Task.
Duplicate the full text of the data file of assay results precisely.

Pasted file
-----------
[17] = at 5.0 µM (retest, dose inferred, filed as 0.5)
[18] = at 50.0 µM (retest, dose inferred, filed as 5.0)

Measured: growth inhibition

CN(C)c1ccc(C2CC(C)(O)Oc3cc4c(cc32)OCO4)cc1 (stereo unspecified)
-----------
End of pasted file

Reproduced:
[17] = at 5.0 µM (retest, dose inferred, filed as 0.5)
[18] = at 50.0 µM (retest, dose inferred, filed as 5.0)

Measured: growth inhibition

CN(C)c1ccc(C2CC(C)(O)Oc3cc4c(cc32)OCO4)cc1 (stereo unspecified)